In Sudan, reports from the ground are grim. Demonstrations in Madani and the nation’s capitol Khartoum against the Sudanese government for its alleged involvement in the ongoing economic crisis have turned bloody, according to reports by citizen journalists. Government forces backed by President Omar al Bashir have been firing into crowds, killing some. Brick-and-mortar news organizations have been shuttered. The Internet has been shut down in an effort to silence protesters. None of this would be known outside the country were it not for a local implementation, “Abena”, of a crowdmapping platform called Ushahidi.
The Abena Ushahidi map, which was created by Sudanese developers Mohammed Hashim Saleh, Abeer Khairy and Ahmed Hassan, is dotted with citizen reports of deaths, fires, demonstrations, arrests, and other events occurring in real time. Anyone can submit a report via SMS, smartphone or Web browser and peg it to a precise location on the map. Reports submitted via SMS must go through a social media platform like Twitter and tagged, e.g., #Abena. All other report methods can be submitted directly through social media or the Abena Ushahidi map website.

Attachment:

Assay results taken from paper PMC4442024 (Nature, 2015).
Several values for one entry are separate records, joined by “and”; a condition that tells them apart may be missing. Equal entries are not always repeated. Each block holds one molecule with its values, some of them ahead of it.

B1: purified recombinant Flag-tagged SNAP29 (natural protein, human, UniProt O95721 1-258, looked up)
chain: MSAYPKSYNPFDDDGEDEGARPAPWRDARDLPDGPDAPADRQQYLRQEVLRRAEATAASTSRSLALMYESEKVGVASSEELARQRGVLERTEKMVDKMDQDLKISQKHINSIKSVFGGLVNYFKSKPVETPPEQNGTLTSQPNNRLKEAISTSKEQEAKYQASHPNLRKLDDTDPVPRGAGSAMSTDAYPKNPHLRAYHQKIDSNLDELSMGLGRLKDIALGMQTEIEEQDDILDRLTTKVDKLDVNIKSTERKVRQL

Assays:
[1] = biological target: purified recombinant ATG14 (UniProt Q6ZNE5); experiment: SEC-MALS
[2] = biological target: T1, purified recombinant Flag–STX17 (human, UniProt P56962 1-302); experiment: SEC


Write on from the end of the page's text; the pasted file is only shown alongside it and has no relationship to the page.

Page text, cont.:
The map, which continuously monitors all of these channels, detects the submitted information and queues it for verification by one of the three developers, who compare the stories with other reports and news sources. If the Internet is down, the developers cannot verify reports and SMS reports go directly to the map without a pitstop. This could theoretically lead to too many mistaken reports of government abuses, therefore it is theoretically in the government’s better interest to keep the Internet on. Anyone in the world can contribute stories, but the map is intended mostly for boots-on-the-ground eyewitness reports.
The Abena Ushahidi map is just one in a long lineage of such maps. Ushahidi, a 501(c)(3) nonprofit organization registered in Florida but geographically diffuse in its support team, build its crowdmapping platform in 2008 during protests in Kenya. Since then it has been deployed throughout the world during demonstrations gone awry (such as throughout the Arab Spring) and other events–especially in cases wherein the Internet is shut down or censored–to transcend state propaganda in a grassroots fashion. The maps use the Google Maps API and add a variety of filters based on type of event, type of submitting media, and terrain overlays.